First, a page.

Private fund activity has remained robust into 2022, with fundraising taking place across the spectrum of industries, including in the private equity, real estate, venture capital and credit spaces.
The most notable and recent development in the private funds space has been the release by the Securities and Exchange Commission (SEC) of proposed new and amended rules for private fund advisors (a summary of the proposed rules can be viewed here). The proposed rules prompted a strong reaction from the market, from fund sponsors and investors alike, with many on both sides viewing the rules as an unusual foray by the SEC into private business. While the comment period has closed, we expect that the final rules will ultimately mirror the proposals in many respects.
Rise of continuation funds
One area of focus for the SEC is GP-led secondary transactions or continuation funds, which are liquidation transactions by a sponsor that enable the sponsor to continue to manage a portfolio investment, or group of portfolio investments, after the hold period mandated by their main fund has elapsed. We have seen an uptick in creative and longer-term structures to increase exposure to portfolio companies. While historically, continuation funds were viewed as a means of transferring unrealized investments out of a fund’s portfolio near the end of its term, often implying the sponsor’s or the fund’s distress, they are now more often viewed as a means of extracting additional value from well-performing investments, or a means of giving the sponsor more time to develop an asset with an influx of new capital.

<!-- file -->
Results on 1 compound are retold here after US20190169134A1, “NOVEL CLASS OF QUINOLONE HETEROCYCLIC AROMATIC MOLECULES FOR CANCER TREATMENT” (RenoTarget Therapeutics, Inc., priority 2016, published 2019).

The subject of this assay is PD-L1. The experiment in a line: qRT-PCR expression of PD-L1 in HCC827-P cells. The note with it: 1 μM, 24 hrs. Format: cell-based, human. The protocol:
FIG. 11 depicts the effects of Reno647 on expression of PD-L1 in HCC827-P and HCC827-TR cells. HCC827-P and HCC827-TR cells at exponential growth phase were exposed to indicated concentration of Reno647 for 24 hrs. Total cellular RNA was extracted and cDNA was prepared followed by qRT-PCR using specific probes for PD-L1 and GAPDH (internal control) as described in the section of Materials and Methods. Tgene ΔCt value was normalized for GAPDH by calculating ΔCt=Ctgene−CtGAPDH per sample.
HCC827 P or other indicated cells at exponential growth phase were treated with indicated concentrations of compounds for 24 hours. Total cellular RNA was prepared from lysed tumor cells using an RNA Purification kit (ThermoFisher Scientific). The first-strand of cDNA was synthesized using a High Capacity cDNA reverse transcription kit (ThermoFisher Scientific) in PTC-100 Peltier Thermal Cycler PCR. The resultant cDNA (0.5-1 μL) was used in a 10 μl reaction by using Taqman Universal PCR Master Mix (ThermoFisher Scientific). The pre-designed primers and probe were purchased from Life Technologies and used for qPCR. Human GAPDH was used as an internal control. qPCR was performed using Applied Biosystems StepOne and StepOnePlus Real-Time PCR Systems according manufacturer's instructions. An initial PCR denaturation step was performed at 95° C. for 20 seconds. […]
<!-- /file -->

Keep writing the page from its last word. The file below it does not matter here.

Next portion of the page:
In connection with the formation of a continuation fund, the sponsor transfers one or more portfolio companies from its existing fund to a new special purpose vehicle, and the existing fund investors are given the option to reinvest the proceeds from—or roll their interest in the relevant portfolio companies into—the continuation fund or to otherwise receive a cash distribution in respect of their interest in the continuation fund (which cash component is funded by new investors in the continuation fund). Often there is a new commitment associated with rolling interests to be considered.
Typical steps and common issues at play in formation
In an effort to obtain sign-off from investors up front and avoid a lengthy negotiation, private fund sponsors are increasingly proposing to include language in the limited partnership agreements of their main funds during the fundraising process to enable them to unilaterally amend these agreements in connection with the ultimate formation and launch of a continuation fund—or at least to streamline the process associated with formation and launch. Regardless of the inclusion of this language, it is expected that amendments to the limited partnership agreements of the main funds may be needed to enable the fund to track the difference between investors who roll into the continuation vehicle and investors who have cashed out, among other changes.